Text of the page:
Badland is a side-scrolling platformer that is set in a very aesthetic forest full of mysterious
life, trees, and traps. Lots of traps.
It’s not the type of mobile game that you see every day, as the artistic and atmospheric value to it is absolutely unique.
I can’t help but remember World of Goo when I play this game, due to both sharing similar graphics, but neither is too similar to the other as the gameplay is quite different.
So, lets explore and find out what this strange world is all about then, shall we?
Badland is very straightforward and you realize that as soon as you begin playing.
The game does not offer tips and relies on you to figure out what’s going on, and that’s fair because it does not throw any complicated levels at you early on.
You are given enough time to learn how to control the character and its interactions with certain things, and there will be simple puzzles that require you to use the newfound mechanics so you can understand how it all works.
The levels of the game are fairly short and are filled with checkpoints that make it very simple to get back into the action without losing much progress. You always move in the rightward direction once you start moving, and the left-side screen then tries to overtake you, and you lose if that happens due to not tapping/bouncing at the right times.
Each level is filled with different gameplay elements, which range from simply floating your playable character through various traps and obstacles – to getting random power-ups that make you bigger, smaller, faster, and slower (among other things).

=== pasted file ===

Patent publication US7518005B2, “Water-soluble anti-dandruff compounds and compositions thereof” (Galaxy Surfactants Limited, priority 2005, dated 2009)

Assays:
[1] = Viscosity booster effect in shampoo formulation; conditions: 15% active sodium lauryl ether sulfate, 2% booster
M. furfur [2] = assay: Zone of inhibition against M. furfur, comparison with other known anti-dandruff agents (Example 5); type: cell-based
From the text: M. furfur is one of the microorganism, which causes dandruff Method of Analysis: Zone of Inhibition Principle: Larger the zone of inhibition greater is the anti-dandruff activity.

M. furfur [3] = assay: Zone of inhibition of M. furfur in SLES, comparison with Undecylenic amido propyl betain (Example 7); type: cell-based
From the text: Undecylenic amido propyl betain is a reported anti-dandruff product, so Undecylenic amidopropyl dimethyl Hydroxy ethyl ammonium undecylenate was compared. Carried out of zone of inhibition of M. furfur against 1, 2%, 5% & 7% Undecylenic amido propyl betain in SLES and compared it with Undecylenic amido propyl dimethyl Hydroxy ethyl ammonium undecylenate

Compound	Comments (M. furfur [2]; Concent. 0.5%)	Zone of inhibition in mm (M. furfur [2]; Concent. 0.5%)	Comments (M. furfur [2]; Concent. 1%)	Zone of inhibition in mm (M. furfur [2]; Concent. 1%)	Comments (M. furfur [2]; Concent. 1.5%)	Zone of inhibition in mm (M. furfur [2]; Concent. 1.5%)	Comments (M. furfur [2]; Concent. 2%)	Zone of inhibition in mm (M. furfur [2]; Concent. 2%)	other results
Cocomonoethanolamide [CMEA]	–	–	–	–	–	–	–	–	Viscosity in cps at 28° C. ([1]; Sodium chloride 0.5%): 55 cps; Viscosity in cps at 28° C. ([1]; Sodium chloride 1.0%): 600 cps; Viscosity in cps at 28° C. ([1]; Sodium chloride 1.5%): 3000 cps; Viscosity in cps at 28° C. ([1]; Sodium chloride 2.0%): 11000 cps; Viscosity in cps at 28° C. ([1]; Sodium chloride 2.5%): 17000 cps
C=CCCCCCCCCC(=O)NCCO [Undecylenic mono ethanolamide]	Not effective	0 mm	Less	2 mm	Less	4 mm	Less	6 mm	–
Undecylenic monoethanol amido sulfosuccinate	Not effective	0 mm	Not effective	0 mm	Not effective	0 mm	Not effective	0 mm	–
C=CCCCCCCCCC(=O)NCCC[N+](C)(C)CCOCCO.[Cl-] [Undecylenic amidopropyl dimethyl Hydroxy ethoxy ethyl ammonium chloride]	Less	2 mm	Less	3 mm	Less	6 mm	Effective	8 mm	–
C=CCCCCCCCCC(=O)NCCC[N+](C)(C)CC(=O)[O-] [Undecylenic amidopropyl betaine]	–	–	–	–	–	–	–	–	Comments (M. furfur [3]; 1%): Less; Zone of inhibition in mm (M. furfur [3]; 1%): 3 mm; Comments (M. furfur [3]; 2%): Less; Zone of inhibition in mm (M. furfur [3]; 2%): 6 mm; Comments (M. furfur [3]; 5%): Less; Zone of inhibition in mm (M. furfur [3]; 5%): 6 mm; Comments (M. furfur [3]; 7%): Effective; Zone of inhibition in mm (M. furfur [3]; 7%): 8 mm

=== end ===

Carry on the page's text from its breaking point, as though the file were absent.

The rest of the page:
At times you will find several clone companions to take with you, and often you’ll find them useable for certain puzzles or paths, which will most likely cause them to either get stuck at previous points of the level while you advance.
The main goal is for your character to survive, and so every other clone that you encounter is expendable.
Even if you complete a level with several of your clones alive, they won’t be carried onward.
The graphics of Badland are very aesthetic and are a treat to watch while you play.
The ‘playable’ layer of things is simple and dark, whereas the backgrounds are populated and beautifully generated, full of mysterious creatures and wonderful environments.
However, it can get a little repetitive at times if you play through the entire game because the colors are very similar to each other even in the later levels.
The sound design is crisp and atmospheric, the game does not feature much music and instead you will hear the natural life around you, such as crickets, birds chirping and so on. There are also proper sounds for all the interactions you will have in the game, such as trees and objects moving with your touch, or the blades of a fan pushing you onward.
The UI and polish of the game are great, you won’t find anything feeling like it’s rough around the edges and all the menus and pop-ups are self-explanatory enough.
However, I need to add that the ‘Free’ version of the game is outright unplayable. There’s an ad if you die, there’s an ad if you complete a level, there’s an ad if you just breathe – the ads are endless and make the game impossible to play. And when the ads stop, the game then gives you prompts to buy the full version.
You can consider my review meant for the paid version of the game because I’d rate the free one lower due to its unplayable state of ads, but this might be corrected in the future.
Badland is one of the best and most atmospheric mobile games that you can play on your phone, with its enigmatic puzzles and addictive gameplay, the game will keep you engrossed.